What to Pack for Iceland15 January 2015
Having 5 days in Iceland was truly unbelievable, but for approximately 1 month before I left, I couldn't stop stressing about one thing. What on earth do I pack?!
Mostly, I wore sweaters or layered tees with my chambray shirt. I always wore my Patagonia base layer bottoms under my thick Lululemon leggings for added warmth. If I knew I was going to be outside all day, I'd throw on my North Face fleece jacket or Lululemon athletic jacket as well. Layering is especially important in Iceland. Just like you can always count on the weather to be crazy outside, you can also always count on anything indoors to be well-heated. And it makes sense, given that Iceland is known for having such a great source of renewable energy for heating!
I also brought two thick scarves with the intension of layering just for the look, but I actually was sincerely glad I had them for added warmth. I never left my hotel without my North Face knit hat and sweater mittens.
You should also pack the necessities for keeping your feet warm.
I can't say enough about wool socks. Bring as many as you can fit into your suitcase because you will go through all of them! I especially love the ones by Smartwool that are moisture-wicking.
A girl can never have enough shoes, but when you're packing for a trip, you should try to limit the amount you bring. For Iceland, I really only needed two pairs; either I rocked my KEEN hiking boots, or I stomped around in my SOREL snow boots. For trips to climb a frozen waterfall, hunt for the Northern Lights, or hike out to touch a glacier, your best bet is to go for something a bit more equipped for harsher weather. While walking around Reykjavik, I opted for the hiking boots to be a bit more comfortable.
There were a handful of other items that I was glad I'd packed.
Because I'd read so much about the weather being so unpredictable, I invested in a small 4 liter Sea to Summit dry sack pack. This was especially helpful for keeping my DSLR camera and iPhone in my bag from getting wet while exploring. I didn't have a waterproof backpack with me, but this little guy came in handy several times!
Whenever I know I'm going to do a lot of hiking or walking around, I always bring my Marmot Kompressor packable backpack. What I like most about this pack is that it's a top-loader, so it's easy to get things in and out. It also has a nice, extra pocket in the head to store small things for easy access. I put my wallet and iPhone in here a lot. It has a removable pad for extra back support, and the straps adjust nicely.
You might be wondering about that swimsuit up there on that list. What could I possibly be doing with a swimsuit in a place like Iceland? I knew I would be taking a trip out to the Blue Lagoon, so this was on my must-pack list. Even if you're passing on one of the world's weirdest and coolest spa experiences ever in life, I still recommend bringing a swimsuit for your trip. A really popular thing to do in Iceland is to visit their naturally heated public pools, or their natural hot springs, called "hot pots." I did not have a chance to do either of these things while I visited, but they are very pretty, and this will definitely be on my to-do list when I go back.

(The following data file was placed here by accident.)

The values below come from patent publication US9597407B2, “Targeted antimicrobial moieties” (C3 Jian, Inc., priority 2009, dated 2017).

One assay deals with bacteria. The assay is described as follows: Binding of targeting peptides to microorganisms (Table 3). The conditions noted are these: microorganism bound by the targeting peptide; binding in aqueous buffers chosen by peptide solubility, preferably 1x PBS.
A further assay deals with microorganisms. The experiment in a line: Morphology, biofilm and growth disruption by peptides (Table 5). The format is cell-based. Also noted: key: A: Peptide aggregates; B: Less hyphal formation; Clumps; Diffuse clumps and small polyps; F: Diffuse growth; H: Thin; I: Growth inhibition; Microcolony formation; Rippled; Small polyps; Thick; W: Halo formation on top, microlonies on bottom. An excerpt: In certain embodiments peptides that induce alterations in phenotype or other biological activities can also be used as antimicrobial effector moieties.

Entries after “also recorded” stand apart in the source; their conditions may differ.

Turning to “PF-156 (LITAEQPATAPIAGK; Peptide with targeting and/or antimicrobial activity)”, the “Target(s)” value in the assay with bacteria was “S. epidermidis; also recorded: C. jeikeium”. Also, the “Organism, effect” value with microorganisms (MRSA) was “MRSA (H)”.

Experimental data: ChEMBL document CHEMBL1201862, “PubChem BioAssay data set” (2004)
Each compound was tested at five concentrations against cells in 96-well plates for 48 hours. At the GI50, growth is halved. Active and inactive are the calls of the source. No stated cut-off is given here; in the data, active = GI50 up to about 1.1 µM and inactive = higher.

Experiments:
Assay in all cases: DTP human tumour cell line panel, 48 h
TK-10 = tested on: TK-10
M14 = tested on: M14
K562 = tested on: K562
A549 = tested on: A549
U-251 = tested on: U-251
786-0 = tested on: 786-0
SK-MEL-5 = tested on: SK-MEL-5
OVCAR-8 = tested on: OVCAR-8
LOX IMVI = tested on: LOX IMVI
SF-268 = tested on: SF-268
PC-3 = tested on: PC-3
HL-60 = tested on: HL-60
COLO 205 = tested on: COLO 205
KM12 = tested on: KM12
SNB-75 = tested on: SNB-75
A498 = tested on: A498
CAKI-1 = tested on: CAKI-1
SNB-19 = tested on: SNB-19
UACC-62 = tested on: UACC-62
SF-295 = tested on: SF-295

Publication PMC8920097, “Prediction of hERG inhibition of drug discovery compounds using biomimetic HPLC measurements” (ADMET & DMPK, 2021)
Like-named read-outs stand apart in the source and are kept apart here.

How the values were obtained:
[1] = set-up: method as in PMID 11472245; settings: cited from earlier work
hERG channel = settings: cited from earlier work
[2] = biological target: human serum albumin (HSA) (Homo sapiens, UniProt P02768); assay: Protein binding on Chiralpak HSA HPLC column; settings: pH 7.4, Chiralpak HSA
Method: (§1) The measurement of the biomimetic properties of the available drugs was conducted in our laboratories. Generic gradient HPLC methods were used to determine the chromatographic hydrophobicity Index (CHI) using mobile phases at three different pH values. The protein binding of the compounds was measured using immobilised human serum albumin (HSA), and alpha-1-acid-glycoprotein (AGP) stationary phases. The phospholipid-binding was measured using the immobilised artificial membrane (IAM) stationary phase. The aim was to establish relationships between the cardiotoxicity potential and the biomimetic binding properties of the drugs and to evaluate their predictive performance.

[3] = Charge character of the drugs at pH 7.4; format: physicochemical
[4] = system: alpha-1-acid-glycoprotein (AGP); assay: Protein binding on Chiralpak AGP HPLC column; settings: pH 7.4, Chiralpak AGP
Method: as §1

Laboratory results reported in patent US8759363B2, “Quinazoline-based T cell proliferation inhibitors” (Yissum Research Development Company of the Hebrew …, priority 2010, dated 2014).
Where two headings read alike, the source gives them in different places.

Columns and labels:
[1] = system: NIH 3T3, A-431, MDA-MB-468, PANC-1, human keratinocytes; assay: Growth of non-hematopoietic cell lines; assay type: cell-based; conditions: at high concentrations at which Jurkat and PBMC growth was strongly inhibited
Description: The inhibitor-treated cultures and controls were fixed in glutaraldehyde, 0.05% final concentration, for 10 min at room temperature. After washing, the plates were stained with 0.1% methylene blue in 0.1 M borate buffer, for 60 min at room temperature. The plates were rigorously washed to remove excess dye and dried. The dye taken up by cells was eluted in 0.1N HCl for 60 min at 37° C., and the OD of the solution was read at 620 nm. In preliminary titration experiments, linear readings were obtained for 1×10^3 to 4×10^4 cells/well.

And obviously I am glad I brought my camera! Iceland is so beautiful, and the landscape is very unexpected. I was taking pictures on both my Nikon DSLR and iPhone 4s because I couldn't wait to share them with my friends and family!
Things I could have done without:
Generally speaking, I'm a pretty smart packer, so there was really only one thing that I brought that I didn't need. My sister and I had done tons of research about what to wear in Iceland, and although we kept drawing blanks, the one common item that kept popping up was waterproof pants. It tends to rain and snow sideways in Iceland, so a lot of travelers mentioned they wished they'd brought waterproof pants to keep them dry. We were also planning on hiking behind a waterfall during one of the day trips we took, so we thought they might come in handy. While I was glad I had them on hand (as sort of a security blanket type thing), I never once used them. I actually ended up taking them back to Erehwon for a full refund when I returned home.
I may have missed certain things that would be important to you. For example, I'm not a huge partier while I travel because I try to do it on a budget, and alcohol has become a bit of an unnecessary expense for me. You might opt for a fancier pair of shoes or something that you might feel more confident wearing for a night out in Reykjavik. To be honest, if I had spent more than one or two nights out at bars listening to music, I would have been fine with the wardrobe I had. Icelanders have a very laid-back style. I didn't once feel out of place in a chambray shirt, leggings and hiking boots.